Why We’re Already Talking About the 2016 Race

There’s not a lot happening in Washington, and what little is possible is already being done. No wonder people are looking ahead.

SIMI VALLEY, CA - MARCH 08: Former Florida Governor Jeb Bush speaks at the Reagan Library after autographing his new book "Immigration Wars: Forging an American Solution" on March 8, 2013 in Simi Valley, California. Bush discussed the leadership and policy changes he believes are required to turn the country around.
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Charlie Cook
Jan. 30, 2014, 4 p.m.

It’s hard to re­mem­ber a pres­id­en­tial con­test re­ceiv­ing this much at­ten­tion so long be­fore the elec­tion cycle even began. We have the burbling ques­tion of wheth­er Hil­lary Clin­ton will run, not to men­tion a look at the former sec­ret­ary of State and her closest circle of ad­visers and sup­port­ers in a New York Times Magazine cov­er story; we’ve seen the drama around New Jer­sey Gov. Chris Christie and the George Wash­ing­ton Bridge scan­dal dom­in­ate the news for a couple of weeks; spec­u­la­tion abounds about wheth­er Jeb Bush might make a bid; and Ted Cruz, Rand Paul, and Marco Ru­bio have all at­trac­ted con­sid­er­able at­ten­tion over the past year. It’s an un­pre­ced­en­ted fo­cus on a race that has been go­ing on for a while already and won’t even really heat up for an­oth­er year.

Part of this comes from Re­pub­lic­ans. Badly dis­ap­poin­ted by 2012, when they blew a very win­nable pres­id­en­tial race and lost — rather than gained — three Sen­ate seats, com­ing up far short of a hoped-for Sen­ate ma­jor­ity, Re­pub­lic­ans have already moved on. For Demo­crats, who are in­creas­ingly pess­im­ist­ic about win­ning a House ma­jor­ity this dec­ade and are alarmed about the status of their Sen­ate ma­jor­ity, which is tee­ter­ing on a knife’s edge, think­ing about 2016 is a wel­comed dis­trac­tion from cur­rent prob­lems.

It’s also true that as far as Demo­crats are con­cerned, dreams of the Obama pres­id­ency be­ing a second Cam­elot were dashed long ago. On Cap­it­ol Hill, few Demo­crats love, fear, or even re­spect their pres­id­ent. They no longer have any emo­tion­al bond or com­mit­ment to him, and they have be­gun to move on as well, think­ing about bet­ter days ahead.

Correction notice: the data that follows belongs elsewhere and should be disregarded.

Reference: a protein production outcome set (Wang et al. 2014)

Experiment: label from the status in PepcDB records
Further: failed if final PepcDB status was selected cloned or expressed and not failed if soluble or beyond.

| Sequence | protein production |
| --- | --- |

When Obama hits a high note, such as dur­ing his trib­ute to Army Sgt. 1st Class Cory Rems­burg and oth­er badly wounded war­ri­ors from Afgh­anistan and Ir­aq, his elo­quence is un­matched, and his words in­spir­ing. The sub­stance of his speeches, though, is of­ten just thin gruel and wish­ful think­ing. Sure, Obama can rise to the ora­tor­ic­al prowess of Ron­ald Re­agan or Bill Clin­ton. But when it comes to de­liv­er­ing the goods, with any­thing short of 59 or 60 Sen­ate seats and the huge ma­jor­it­ies his party had in the House back in 2009 and 2010, this ad­min­is­tra­tion has de­livered very little, and that’s what leaves so many Demo­crats shak­ing their heads.

The in­im­it­able and in­dis­pens­able Mike Al­len wrote in his SOTU morn­ing-after Politico Play­book,“Things are start­ing to work. We have a budget, we have a farm bill, there won’t be a white-knuckle debt-lim­it stare-down. Both sides are at least flirt­ing with im­mig­ra­tion com­prom­ise. Both Obama and House Re­pub­lic­an Con­fer­ence Chair Cathy Mc­Mor­ris Rodgers gave up­beat speeches in hopes of keep­ing this mo­mentum go­ing. This is no grand bar­gain. But it’s no longer grand dys­func­tion.”

Al­len is ac­cur­ate on all of this, but if you look at the pro­gress on the sub­stant­ive mat­ters he men­tioned, Obama’s role is tan­gen­tial at best. I doubt that the White House can pro­duce a pic­ture of Obama, in his shirtsleeves, ac­tu­ally ham­mer­ing out a deal on the farm bill.

The truth is, Con­gress has de­veloped cop­ing mech­an­isms that al­low mem­bers to move mod­estly, with min­im­al, if any, pres­id­en­tial in­volve­ment. Sim­il­arly, the White House has signaled its in­ten­tion to do what it can through ex­ec­ut­ive or­ders and oth­er ac­tions that don’t re­quire con­gres­sion­al ap­prov­al. In oth­er words, each end of Pennsylvania Av­en­ue has learned how to work around the oth­er, giv­en their in­ab­il­ity to work with one an­oth­er.

The end res­ult is that Wash­ing­ton has be­gun to kind of work, through moves that can be made with min­im­al cross-branch or cross-aisle en­gage­ment. If the act­ive in­volve­ment and close co­oper­a­tion of Sen­ate Ma­jor­ity Lead­er Harry Re­id and Minor­ity Lead­er Mitch Mc­Con­nell were needed for everything, the gov­ern­ment wouldn’t even be able to open its doors most days.

See­ing as how the present is so dis­cour­aging, it’s little won­der that, to the ex­tent pos­sible, many have moved on and star­ted think­ing about the fu­ture. All we need is Scar­lett O’Hara say­ing, “To­mor­row is an­oth­er day.” (Note to the young: That’s a Gone With the Wind ref­er­ence.)

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Hillary Clinton hopes that television ratings for the candidates' acceptance speeches at their respective conventions aren't foreshadowing of similar results at the polls in November. Preliminary results from the networks and cable channels show that 34.9 million people tuned in for Donald Trump's acceptance speech while 33.3 million watched Clinton accept the Democratic nomination. However, it is still possible that the numbers are closer than these ratings suggest: the numbers don't include ratings from PBS or CSPAN, which tend to attract more Democratic viewers.

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